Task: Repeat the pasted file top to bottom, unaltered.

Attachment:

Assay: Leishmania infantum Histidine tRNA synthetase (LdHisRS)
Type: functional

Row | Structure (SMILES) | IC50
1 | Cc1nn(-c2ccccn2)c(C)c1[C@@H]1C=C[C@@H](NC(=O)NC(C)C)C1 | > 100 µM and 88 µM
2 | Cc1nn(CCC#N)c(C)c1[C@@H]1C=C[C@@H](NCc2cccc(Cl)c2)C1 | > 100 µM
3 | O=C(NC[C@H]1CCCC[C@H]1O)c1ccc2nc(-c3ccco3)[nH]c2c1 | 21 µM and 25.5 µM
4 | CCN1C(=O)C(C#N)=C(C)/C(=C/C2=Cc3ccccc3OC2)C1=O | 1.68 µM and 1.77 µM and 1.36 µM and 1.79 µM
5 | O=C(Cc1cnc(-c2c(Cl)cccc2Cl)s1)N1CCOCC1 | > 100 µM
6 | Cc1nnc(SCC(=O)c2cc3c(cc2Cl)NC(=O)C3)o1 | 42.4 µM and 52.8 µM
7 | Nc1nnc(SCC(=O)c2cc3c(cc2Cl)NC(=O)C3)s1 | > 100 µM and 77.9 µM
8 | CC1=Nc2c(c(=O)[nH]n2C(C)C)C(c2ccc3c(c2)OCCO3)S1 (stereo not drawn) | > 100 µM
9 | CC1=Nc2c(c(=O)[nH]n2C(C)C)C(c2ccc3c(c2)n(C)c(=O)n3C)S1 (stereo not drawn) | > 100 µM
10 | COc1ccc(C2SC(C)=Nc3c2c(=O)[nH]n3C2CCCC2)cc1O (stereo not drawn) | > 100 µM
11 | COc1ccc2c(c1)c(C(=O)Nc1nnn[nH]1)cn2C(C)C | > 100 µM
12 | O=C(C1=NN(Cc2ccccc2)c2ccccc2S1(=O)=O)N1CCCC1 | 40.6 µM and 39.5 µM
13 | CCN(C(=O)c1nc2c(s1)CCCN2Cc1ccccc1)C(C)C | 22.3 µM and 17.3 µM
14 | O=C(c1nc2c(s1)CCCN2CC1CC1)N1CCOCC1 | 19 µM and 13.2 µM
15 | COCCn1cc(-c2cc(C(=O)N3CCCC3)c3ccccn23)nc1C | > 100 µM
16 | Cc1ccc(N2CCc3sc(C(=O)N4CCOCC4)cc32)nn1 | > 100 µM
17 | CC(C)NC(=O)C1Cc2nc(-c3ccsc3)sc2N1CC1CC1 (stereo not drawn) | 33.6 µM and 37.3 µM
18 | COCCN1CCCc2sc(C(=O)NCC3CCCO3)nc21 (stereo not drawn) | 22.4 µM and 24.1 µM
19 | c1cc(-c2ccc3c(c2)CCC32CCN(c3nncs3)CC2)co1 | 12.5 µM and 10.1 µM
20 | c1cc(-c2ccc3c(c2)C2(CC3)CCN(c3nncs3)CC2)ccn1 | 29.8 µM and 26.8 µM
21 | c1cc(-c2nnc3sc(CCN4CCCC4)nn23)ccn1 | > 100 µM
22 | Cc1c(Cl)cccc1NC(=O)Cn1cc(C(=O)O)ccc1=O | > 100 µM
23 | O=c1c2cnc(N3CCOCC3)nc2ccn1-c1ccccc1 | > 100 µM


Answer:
Assay: Leishmania infantum Histidine tRNA synthetase (LdHisRS)
Type: functional

Row | Structure (SMILES) | IC50
1 | Cc1nn(-c2ccccn2)c(C)c1[C@@H]1C=C[C@@H](NC(=O)NC(C)C)C1 | > 100 µM and 88 µM
2 | Cc1nn(CCC#N)c(C)c1[C@@H]1C=C[C@@H](NCc2cccc(Cl)c2)C1 | > 100 µM
3 | O=C(NC[C@H]1CCCC[C@H]1O)c1ccc2nc(-c3ccco3)[nH]c2c1 | 21 µM and 25.5 µM
4 | CCN1C(=O)C(C#N)=C(C)/C(=C/C2=Cc3ccccc3OC2)C1=O | 1.68 µM and 1.77 µM and 1.36 µM and 1.79 µM
5 | O=C(Cc1cnc(-c2c(Cl)cccc2Cl)s1)N1CCOCC1 | > 100 µM
6 | Cc1nnc(SCC(=O)c2cc3c(cc2Cl)NC(=O)C3)o1 | 42.4 µM and 52.8 µM
7 | Nc1nnc(SCC(=O)c2cc3c(cc2Cl)NC(=O)C3)s1 | > 100 µM and 77.9 µM
8 | CC1=Nc2c(c(=O)[nH]n2C(C)C)C(c2ccc3c(c2)OCCO3)S1 (stereo not drawn) | > 100 µM
9 | CC1=Nc2c(c(=O)[nH]n2C(C)C)C(c2ccc3c(c2)n(C)c(=O)n3C)S1 (stereo not drawn) | > 100 µM
10 | COc1ccc(C2SC(C)=Nc3c2c(=O)[nH]n3C2CCCC2)cc1O (stereo not drawn) | > 100 µM
11 | COc1ccc2c(c1)c(C(=O)Nc1nnn[nH]1)cn2C(C)C | > 100 µM
12 | O=C(C1=NN(Cc2ccccc2)c2ccccc2S1(=O)=O)N1CCCC1 | 40.6 µM and 39.5 µM
13 | CCN(C(=O)c1nc2c(s1)CCCN2Cc1ccccc1)C(C)C | 22.3 µM and 17.3 µM
14 | O=C(c1nc2c(s1)CCCN2CC1CC1)N1CCOCC1 | 19 µM and 13.2 µM
15 | COCCn1cc(-c2cc(C(=O)N3CCCC3)c3ccccn23)nc1C | > 100 µM
16 | Cc1ccc(N2CCc3sc(C(=O)N4CCOCC4)cc32)nn1 | > 100 µM
17 | CC(C)NC(=O)C1Cc2nc(-c3ccsc3)sc2N1CC1CC1 (stereo not drawn) | 33.6 µM and 37.3 µM
18 | COCCN1CCCc2sc(C(=O)NCC3CCCO3)nc21 (stereo not drawn) | 22.4 µM and 24.1 µM
19 | c1cc(-c2ccc3c(c2)CCC32CCN(c3nncs3)CC2)co1 | 12.5 µM and 10.1 µM
20 | c1cc(-c2ccc3c(c2)C2(CC3)CCN(c3nncs3)CC2)ccn1 | 29.8 µM and 26.8 µM
21 | c1cc(-c2nnc3sc(CCN4CCCC4)nn23)ccn1 | > 100 µM
22 | Cc1c(Cl)cccc1NC(=O)Cn1cc(C(=O)O)ccc1=O | > 100 µM
23 | O=c1c2cnc(N3CCOCC3)nc2ccn1-c1ccccc1 | > 100 µM